Though precipitating urgently the need for consultation and agreement with our allies, military matters cannot stand alone and isolated from common understanding on interrelated political, monetary and commercial matters. It would be helpful if some of our European allies came to see that neither their desire for British and American participation in the security of Europe nor their desire for an expanding economy is consistent with insistence upon international monetary arrangements which have the effect of limiting both; and similarly if all of us realized that Great Britain's adjustment to her new financial necessities conflicts with her ability to do all that is desirable in the defense of Europe and the area east of Suez. We should all understand more clearly that leaving the United Kingdom to live from hand to mouth on short-term credits is not the course of wisdom and that longer-term assistance-requiring the assured coöperation of the British Government-would contribute more effectively to common objectives. The British, after discussion, might conclude that a national Polaris deterrent lies beyond their means; and the Americans and Germans see that in sharing the costs and responsibilities of these submarines they would contribute to easing the United Kingdom's financial problem,, to greater British-German equality in this vital field, and to reversing the trend toward national proliferation. All of us need awakening to the fact that the Kennedy Round's mazy meandering is not meeting the exigencies of trade between the great industrial centers or between them and the developing nations.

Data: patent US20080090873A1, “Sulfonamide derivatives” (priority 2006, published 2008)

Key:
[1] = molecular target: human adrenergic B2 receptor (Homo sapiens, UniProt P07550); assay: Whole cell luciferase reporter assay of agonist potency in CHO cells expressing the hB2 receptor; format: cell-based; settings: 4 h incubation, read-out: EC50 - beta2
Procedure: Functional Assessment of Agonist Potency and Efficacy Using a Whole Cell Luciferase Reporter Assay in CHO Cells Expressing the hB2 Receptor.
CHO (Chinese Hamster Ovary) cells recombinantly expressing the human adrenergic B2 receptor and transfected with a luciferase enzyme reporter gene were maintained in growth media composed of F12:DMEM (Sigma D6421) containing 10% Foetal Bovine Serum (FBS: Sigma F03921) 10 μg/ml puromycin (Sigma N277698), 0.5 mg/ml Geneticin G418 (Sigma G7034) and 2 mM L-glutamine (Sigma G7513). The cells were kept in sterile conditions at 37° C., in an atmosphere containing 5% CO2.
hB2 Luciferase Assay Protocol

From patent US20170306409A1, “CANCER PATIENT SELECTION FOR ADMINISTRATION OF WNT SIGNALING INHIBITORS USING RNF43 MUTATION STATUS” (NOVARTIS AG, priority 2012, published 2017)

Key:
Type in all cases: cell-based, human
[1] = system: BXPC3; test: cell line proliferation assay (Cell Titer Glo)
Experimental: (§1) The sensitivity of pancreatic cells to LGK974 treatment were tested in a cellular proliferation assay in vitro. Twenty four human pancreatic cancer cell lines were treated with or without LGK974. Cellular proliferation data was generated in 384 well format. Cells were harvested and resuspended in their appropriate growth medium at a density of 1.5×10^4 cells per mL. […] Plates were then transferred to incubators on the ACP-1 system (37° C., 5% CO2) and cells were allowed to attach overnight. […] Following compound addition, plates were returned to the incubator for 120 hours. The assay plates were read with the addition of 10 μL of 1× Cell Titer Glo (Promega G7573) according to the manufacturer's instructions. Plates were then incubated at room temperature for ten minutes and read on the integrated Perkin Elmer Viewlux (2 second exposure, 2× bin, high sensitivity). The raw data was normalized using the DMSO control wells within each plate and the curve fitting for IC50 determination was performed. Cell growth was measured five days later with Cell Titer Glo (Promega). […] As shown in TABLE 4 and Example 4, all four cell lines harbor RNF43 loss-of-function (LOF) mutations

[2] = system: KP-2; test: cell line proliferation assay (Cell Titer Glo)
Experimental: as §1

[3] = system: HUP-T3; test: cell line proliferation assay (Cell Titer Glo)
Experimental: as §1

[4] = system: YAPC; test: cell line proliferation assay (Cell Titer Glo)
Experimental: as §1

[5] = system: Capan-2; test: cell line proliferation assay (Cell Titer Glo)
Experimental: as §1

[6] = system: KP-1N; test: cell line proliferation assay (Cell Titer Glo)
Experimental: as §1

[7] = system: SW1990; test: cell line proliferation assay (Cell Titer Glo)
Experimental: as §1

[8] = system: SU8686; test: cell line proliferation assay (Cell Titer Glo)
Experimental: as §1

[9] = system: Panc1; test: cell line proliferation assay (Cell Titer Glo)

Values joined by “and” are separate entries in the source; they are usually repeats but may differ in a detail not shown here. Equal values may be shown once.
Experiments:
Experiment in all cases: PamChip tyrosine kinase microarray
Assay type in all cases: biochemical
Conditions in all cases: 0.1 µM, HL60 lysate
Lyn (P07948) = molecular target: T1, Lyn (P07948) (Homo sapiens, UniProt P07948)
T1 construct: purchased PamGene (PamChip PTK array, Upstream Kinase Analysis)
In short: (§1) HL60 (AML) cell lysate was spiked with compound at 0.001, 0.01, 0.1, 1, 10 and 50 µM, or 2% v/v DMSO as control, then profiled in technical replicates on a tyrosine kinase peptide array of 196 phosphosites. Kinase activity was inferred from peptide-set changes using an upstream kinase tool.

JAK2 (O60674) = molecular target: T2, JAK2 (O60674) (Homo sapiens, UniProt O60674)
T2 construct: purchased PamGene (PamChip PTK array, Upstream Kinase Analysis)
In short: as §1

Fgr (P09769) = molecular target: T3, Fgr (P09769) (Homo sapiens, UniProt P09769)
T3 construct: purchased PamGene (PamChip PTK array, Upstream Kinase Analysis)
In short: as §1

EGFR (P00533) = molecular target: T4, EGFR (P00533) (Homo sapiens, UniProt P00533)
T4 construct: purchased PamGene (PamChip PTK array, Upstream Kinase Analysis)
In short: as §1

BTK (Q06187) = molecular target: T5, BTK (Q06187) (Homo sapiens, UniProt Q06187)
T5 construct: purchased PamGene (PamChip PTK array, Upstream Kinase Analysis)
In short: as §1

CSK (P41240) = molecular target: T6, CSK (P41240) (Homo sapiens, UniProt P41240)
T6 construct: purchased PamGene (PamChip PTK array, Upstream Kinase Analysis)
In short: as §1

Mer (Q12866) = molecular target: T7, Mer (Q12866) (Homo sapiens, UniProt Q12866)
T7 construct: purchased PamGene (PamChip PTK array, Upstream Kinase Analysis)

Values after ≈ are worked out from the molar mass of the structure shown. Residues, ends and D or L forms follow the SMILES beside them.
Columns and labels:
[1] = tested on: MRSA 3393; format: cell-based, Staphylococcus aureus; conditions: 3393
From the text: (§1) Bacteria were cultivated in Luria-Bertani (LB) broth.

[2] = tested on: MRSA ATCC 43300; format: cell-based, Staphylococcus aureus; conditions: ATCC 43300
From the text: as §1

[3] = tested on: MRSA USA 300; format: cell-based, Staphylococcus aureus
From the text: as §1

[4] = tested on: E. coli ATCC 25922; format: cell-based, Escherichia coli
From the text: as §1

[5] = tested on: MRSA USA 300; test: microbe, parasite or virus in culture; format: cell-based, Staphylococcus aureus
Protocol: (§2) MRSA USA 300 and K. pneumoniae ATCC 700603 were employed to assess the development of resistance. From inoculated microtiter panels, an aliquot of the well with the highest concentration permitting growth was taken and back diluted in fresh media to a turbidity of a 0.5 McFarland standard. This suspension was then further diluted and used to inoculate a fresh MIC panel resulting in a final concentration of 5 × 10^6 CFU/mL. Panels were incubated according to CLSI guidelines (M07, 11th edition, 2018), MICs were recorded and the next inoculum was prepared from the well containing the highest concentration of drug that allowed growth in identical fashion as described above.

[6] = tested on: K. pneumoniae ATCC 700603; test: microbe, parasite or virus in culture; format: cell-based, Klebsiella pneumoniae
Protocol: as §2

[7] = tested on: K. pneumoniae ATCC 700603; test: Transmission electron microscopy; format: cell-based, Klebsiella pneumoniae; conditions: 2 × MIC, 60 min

Both Europeans and Americans would do well to come to grips with the issues left unsettled by the war and the reconstruction-the future of Central Europe and the division of Germany. It is idle to talk of a European political policy which does not deal with this central situation. Silent acceptance of division cannot hope to command German adherence or loyalty or, in the long run, to keep the peace. Political policies can be devised to bear on this problem and the great issues of security and arms control which are closely related. It is constantly said that Europeans want a common political policy for Europe. Obviously a policy which does not deal with the principal issue is no policy at all. Neither Germans nor their allies have fixed their attention on what needs to be done.